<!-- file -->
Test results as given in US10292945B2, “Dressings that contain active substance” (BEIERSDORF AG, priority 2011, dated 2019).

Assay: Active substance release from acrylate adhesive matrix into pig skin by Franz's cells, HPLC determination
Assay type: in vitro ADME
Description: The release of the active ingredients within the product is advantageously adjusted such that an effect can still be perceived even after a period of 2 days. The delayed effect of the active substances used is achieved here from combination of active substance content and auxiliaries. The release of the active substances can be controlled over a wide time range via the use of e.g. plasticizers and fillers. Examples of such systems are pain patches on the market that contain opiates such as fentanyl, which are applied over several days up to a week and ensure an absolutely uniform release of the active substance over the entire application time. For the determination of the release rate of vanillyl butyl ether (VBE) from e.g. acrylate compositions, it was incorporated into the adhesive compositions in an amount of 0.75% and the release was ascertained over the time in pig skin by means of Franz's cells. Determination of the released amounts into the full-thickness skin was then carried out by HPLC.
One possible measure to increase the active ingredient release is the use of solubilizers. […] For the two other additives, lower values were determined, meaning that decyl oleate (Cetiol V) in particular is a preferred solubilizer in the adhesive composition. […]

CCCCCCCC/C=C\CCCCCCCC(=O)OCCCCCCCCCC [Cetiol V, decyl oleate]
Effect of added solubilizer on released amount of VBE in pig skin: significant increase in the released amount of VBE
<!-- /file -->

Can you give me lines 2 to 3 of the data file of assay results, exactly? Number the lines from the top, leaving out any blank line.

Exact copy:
Assay: Active substance release from acrylate adhesive matrix into pig skin by Franz's cells, HPLC determination
Assay type: in vitro ADME